For the first time in more than a decade, the Wisconsin state budget includes new funding to support programs focused on ending homelessness; $2.45 million will be used for case management services, job training, and re-entry housing over the next two years. The victory this year might seem small, but considering Wisconsin’s current $3.25 million in annual spending on homelessness, the new support is a sizeable increase.
Republicans control both houses of the Wisconsin legislature as well as the governor’s office, so the passage of new funding to address homelessness required cultivating support from unlikely allies. The $2.45 million was in Governor Scott Walker’s (R) original budget request and remained intact when he signed the biennial budget bill on September 21. The advocacy effort to increase funding for homeless programs was led by the Wisconsin Coalition Against Homelessness (WCAH). Their work on the budget involved mobilization of advocates and service providers throughout the state, including the Wisconsin Partnership for Housing Development, an NLIHC state partner.
WCAH built support for the budget proposal in the Republican caucus by demonstrating the paucity of Wisconsin’s homelessness funding compared to that of similar neighboring states. According to WCAH, Illinois spends $53.4 million on homeless services annually, Minnesota $44 million, and Michigan $16.65 million. Wisconsin’s previous $3.25 million commitment may help explain why Wisconsin ranks fifth in the nation in the growth rate of homelessness between 2007 and 2015, according to HUD data.
Of the $2.45 million in new funding for homelessness, $1.3 million will expand the Opening Avenues to Re-entry Success (OARS) program which assists individuals leaving the state prison system; $1 million will be a re-purposing of federal Temporary Aid to Needy Families (TANF) dollars for professional case management services to work with families in shelters to eliminate barriers to permanent housing and employment; and $150,000 will fund a pilot program to enable communities to link homeless individuals to work experiences, although communities participating in this program will need to provide a funding match.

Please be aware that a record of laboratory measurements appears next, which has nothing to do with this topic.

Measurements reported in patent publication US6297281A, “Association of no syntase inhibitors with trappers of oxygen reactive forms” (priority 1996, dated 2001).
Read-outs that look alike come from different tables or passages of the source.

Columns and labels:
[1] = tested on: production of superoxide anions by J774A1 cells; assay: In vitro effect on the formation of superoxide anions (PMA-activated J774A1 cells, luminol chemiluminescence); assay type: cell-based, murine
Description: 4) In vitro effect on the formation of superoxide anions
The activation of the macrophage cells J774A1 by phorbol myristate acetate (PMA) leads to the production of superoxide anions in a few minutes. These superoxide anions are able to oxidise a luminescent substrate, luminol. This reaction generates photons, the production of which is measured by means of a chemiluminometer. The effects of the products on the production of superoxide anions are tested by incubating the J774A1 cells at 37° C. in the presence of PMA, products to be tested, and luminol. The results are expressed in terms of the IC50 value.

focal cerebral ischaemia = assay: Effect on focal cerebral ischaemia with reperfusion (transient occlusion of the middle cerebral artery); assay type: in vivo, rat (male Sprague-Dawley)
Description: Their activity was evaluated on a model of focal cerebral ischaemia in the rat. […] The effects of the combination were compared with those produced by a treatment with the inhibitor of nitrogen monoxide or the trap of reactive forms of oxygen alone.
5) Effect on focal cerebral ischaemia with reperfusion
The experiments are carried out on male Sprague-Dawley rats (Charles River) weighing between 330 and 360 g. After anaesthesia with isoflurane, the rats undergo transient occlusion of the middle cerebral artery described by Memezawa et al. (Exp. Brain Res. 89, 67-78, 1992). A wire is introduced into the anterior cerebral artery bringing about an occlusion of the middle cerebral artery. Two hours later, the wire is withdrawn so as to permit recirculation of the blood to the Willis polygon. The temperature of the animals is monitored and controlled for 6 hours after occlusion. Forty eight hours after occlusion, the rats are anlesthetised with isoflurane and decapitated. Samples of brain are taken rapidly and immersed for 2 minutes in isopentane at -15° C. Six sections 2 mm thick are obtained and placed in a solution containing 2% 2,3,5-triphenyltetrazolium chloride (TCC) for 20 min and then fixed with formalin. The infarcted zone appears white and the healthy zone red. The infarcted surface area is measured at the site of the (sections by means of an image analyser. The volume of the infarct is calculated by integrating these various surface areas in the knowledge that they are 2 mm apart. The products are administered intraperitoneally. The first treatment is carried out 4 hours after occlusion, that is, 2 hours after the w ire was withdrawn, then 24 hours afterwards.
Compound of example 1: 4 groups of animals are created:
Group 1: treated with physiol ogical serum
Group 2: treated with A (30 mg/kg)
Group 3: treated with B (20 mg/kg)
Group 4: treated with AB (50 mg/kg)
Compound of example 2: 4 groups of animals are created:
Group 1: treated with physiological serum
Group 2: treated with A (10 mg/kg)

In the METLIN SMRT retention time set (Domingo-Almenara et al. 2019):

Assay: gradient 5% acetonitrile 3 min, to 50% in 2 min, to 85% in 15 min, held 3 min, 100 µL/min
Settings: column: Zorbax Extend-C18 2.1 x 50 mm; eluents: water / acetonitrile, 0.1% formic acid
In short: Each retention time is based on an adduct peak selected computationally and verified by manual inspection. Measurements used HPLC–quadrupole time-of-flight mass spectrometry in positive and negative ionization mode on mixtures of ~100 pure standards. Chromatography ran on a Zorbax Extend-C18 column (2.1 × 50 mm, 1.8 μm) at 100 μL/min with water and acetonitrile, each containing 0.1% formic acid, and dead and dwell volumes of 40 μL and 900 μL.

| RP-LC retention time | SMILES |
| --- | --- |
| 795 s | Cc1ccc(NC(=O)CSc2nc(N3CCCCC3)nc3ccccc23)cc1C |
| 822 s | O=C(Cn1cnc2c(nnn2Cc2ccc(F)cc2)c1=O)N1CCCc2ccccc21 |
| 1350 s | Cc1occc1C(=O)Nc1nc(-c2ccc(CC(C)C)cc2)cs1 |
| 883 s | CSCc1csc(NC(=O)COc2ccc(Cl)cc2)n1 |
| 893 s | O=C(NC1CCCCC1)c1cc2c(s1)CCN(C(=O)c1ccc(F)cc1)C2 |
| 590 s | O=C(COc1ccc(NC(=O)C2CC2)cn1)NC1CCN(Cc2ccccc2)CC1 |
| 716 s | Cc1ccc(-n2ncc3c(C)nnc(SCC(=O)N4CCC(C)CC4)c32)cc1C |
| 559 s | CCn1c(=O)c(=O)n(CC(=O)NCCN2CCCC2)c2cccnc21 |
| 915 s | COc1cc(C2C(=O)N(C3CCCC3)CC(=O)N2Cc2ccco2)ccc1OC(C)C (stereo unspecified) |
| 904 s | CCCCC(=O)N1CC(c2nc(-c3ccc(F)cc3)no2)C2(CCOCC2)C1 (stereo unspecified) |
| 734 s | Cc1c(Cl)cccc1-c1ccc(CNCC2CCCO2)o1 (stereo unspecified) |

In addition to increased funding, the budget authorizes the Wisconsin Housing and Economic Development Agency (WHEDA) to prioritize people who are homeless when granting Housing Choice Vouchers. WHEDA administers contracts for Project-Based Rental Assistance vouchers throughout the state.
The new budget law also creates a position within the Wisconsin Department of Health Services that will work to apply for a federal waiver that will allow service providers and local government agencies to bill Medicaid for essential supportive services and case management that ensures long-term housing success. More than 16 states have already been granted such waivers.
Authorizing legislation separate from the budget will establish a Wisconsin Interagency Council on Homelessness if approved by the State Senate, which appears likely. The state Interagency Council on Homelessness would operate similar to the model used at the federal level, bringing together leadership from several departments of state government to streamline services and improve outcomes. The lieutenant governor will chair the council.
“We are thrilled to see this new funding make it through a contentious budget cycle in Madison, and we are thankful to Lieutenant Governor Rebecca Kleefisch for her leadership,” said Joe Volk, director at WCAH. “We know this is only the first step, and we are working to build stronger advocacy networks for the next budget session in 2019.”
For more information about the budget victories in Wisconsin, contact Joe Volk, WCAH director, at: firstname.lastname@example.org